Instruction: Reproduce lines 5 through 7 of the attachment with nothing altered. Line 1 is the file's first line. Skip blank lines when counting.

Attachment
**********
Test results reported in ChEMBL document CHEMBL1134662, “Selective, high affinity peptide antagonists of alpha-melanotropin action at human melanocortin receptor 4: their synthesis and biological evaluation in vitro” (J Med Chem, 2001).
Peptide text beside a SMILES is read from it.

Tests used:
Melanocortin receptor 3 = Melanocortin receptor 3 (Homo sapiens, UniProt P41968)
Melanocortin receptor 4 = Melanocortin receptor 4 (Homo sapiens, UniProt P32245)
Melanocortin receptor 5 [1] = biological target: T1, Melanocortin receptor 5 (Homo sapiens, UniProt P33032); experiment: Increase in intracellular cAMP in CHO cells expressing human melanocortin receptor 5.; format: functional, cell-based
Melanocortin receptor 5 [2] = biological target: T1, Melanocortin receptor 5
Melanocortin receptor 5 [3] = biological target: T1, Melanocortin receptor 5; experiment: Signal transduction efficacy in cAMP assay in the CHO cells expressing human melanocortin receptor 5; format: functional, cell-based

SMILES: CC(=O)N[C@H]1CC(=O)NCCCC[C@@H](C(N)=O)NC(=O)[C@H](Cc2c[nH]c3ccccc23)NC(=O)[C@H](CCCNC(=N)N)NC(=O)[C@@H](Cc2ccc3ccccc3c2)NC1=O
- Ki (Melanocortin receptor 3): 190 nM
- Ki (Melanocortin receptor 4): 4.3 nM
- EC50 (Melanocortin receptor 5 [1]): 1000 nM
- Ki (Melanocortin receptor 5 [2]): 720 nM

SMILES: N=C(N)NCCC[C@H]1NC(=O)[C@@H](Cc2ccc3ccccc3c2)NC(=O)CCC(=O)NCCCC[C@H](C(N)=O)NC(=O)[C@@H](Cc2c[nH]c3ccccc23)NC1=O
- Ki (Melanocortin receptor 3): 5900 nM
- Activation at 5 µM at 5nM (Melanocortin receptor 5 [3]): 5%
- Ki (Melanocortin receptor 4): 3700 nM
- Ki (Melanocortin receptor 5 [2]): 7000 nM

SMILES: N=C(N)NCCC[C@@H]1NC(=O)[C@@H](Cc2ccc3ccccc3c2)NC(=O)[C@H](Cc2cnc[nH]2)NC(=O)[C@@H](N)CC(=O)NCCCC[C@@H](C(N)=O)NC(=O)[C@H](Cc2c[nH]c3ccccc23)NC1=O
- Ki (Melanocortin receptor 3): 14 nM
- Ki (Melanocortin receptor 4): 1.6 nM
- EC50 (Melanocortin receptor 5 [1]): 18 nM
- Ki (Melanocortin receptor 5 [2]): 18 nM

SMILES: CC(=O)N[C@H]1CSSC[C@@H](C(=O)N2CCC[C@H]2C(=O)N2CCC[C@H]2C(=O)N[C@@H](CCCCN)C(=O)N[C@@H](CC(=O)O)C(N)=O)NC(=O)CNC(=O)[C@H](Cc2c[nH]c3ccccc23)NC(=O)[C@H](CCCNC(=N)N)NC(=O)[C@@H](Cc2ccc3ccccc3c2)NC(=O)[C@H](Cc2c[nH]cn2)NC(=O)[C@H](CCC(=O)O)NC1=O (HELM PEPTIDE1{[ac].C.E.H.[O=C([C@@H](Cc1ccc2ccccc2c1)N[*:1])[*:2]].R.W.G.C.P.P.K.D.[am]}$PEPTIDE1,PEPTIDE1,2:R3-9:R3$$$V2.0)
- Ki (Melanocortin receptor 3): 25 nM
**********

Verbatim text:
Melanocortin receptor 4 = Melanocortin receptor 4 (Homo sapiens, UniProt P32245)
Melanocortin receptor 5 [1] = biological target: T1, Melanocortin receptor 5 (Homo sapiens, UniProt P33032); experiment: Increase in intracellular cAMP in CHO cells expressing human melanocortin receptor 5.; format: functional, cell-based
Melanocortin receptor 5 [2] = biological target: T1, Melanocortin receptor 5